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I'm learning R by analysing the results of a bike race and I'm having problems with the time data (how much a person took to finish the race).

The time data has the format "HH:MM:SS".

I tried converting it to posixct but it adds a date component to it. I also tried the chron package but it won't let me divide a number by a time object

One of the things I want to do is to calculate average speeds using this time, so I need to be able to divide distance by time.

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Convert it to seconds or smaller. The representation with hours and minutes is really just for presentation. –  Rhymoid Jan 23 '13 at 13:16
    
You might find the lubridate package helpful when working with dates. There's a PDF that describes the package called "Dates and Times Made Easy with lubridate" published in the Journal of Statistical Software. A quick search will turn it up. –  rrs Jan 23 '13 at 14:47
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3 Answers 3

The package chron has classes to deal with times, and the function to use is, wait for it, times(). Here is an example using typical times for running a standard marathon:

library(chron)
tms <- c("2:06:00", "3:34:30", "4:12:59")
x <- times(tms)

You now have a times object, representing fractions of a day.

str(x)
Class 'times'  atomic [1:3] 0.0875 0.149 0.1757
  ..- attr(*, "format")= chr "h:m:s"

You can perform speed calculations, but you will need to convert the class from dates to numeric with as.numeric.

dist <- 42.2
as.numeric(dist/x/24)
[1] 20.09524 11.80420 10.00856

And there you have it: speeds in km/h.

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I would use POSIXct for which you have by far the strongest support in base R, and add-on packages.

Whenever I use intra-daily data for which the day does not matter, I just add a base date of, say, January 1st of the current year. For all comparisons, differences, etc this washes out.

Also of note: as.numeric() of a POSIXct variable gets you back to normal numbers (of seconds.subseconds since the epoch) which is handy for both arithmetic and in case you need to store (in a db without datetime), or transfer to another system or languages. Everybody has floating point---and (fractional) seconds since epoch is easy. POSIXct gives you added benefits for formatting, sequences, differences, plotting, ...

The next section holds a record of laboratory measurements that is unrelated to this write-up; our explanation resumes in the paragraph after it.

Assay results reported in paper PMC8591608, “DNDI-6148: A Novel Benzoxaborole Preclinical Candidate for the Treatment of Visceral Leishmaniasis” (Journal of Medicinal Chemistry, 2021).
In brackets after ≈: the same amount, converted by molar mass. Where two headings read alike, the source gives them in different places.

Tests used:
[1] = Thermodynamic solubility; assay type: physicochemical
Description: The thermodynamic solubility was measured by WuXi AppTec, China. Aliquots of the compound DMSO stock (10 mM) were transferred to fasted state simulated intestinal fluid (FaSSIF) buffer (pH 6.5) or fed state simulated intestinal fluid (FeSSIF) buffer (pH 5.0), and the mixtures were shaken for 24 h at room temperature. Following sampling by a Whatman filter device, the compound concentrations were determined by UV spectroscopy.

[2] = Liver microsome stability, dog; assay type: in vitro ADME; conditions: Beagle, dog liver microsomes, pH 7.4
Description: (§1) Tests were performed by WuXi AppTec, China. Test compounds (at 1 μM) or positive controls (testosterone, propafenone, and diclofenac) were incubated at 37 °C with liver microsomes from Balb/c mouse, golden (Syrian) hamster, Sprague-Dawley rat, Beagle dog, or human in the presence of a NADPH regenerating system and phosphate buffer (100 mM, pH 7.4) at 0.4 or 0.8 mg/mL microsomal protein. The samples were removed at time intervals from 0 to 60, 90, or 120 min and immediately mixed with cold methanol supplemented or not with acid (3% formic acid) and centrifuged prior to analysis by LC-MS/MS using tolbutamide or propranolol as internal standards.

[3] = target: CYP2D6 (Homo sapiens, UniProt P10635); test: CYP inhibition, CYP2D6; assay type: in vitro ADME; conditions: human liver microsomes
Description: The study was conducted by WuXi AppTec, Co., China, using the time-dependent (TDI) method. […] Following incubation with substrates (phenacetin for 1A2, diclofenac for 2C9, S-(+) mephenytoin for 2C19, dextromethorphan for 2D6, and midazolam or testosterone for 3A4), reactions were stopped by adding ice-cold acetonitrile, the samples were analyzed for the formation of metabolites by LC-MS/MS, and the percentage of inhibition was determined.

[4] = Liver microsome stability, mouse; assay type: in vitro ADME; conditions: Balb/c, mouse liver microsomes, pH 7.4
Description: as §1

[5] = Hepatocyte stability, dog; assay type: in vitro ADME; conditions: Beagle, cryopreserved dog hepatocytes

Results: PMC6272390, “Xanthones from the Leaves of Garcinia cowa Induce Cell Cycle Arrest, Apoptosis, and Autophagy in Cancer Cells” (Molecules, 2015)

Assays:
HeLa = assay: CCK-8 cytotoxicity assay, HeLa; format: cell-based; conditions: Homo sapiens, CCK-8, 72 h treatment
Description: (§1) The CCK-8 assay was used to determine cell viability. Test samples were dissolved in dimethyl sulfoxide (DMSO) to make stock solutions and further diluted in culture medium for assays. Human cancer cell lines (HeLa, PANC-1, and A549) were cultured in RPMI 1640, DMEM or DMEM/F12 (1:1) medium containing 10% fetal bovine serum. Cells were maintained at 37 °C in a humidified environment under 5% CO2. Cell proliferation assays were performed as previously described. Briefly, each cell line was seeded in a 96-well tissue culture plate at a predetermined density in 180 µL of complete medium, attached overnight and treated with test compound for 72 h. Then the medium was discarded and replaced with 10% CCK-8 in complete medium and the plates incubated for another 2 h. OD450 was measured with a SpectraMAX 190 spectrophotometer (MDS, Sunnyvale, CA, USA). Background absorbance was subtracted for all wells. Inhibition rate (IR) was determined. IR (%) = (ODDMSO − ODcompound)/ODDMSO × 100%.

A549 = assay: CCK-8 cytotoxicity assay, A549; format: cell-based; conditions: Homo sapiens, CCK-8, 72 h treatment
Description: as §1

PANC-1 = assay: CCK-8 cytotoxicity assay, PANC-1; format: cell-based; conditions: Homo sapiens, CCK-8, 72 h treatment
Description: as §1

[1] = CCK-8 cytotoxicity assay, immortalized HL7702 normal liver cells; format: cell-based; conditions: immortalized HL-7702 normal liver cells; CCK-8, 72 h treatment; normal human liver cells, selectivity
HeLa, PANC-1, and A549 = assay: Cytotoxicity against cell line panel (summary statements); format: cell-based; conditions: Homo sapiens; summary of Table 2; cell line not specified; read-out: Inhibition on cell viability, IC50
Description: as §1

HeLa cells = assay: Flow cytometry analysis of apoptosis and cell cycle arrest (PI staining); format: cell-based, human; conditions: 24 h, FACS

Here is a little example:

R> txt <- c("08:09:10", "09:10:11", "10:11:12", "11:12:13")
R> times <- as.POSIXct(paste("2013-01-01", txt))
R> times
[1] "2013-01-01 08:09:10 CST" "2013-01-01 09:10:11 CST" 
+   "2013-01-01 10:11:12 CST" "2013-01-01 11:12:13 CST"
R> times - times[1]
Time differences in secs
[1]     0  3661  7322 10983
attr(,"tzone")
[1] ""
R> as.numeric(times - times[1])
[1]     0  3661  7322 10983
R> 
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What you are looking at is not really time, but an elapsed time. There are data types for elapsed time. In base R, the difftime class does this.

tms <- c("2:06:00", "3:34:30", "4:12:59", "08:09:10",
         "09:10:11", "10:11:12", "11:12:13")

ta <- as.difftime(tms)

which displays as

> ta
Time differences in hours
[1]  2.100000  3.575000  4.216389  8.152778  9.169722 10.186667 11.203611
attr(,"tzone")
[1] ""
> format(ta)
[1] " 2.100000 hours" " 3.575000 hours" " 4.216389 hours" " 8.152778 hours" " 9.169722 hours"
[6] "10.186667 hours" "11.203611 hours"

You can do math with this as well by converting to numeric.

> 42.2/as.numeric(ta)
[1] 20.095238 11.804196 10.008564  5.176150  4.602102  4.142670  3.766643

The lubridate package also has types that deal with elapsed time, specifically duration.

library("lubridate")
ti <- as.duration(as.difftime(tms))

which displays as

> ti
[1] 7560s (~2.1 hours)    12870s (~3.58 hours)  15179s (~4.22 hours)  29350s (~8.15 hours) 
[5] 33011s (~9.17 hours)  36672s (~10.19 hours) 40333s (~11.2 hours) 

and you can do math with is after converting to numeric (here, seconds rather than hours)

> 42.2/as.numeric(ti)
[1] 0.005582011 0.003278943 0.002780157 0.001437819 0.001278362 0.001150742 0.001046290
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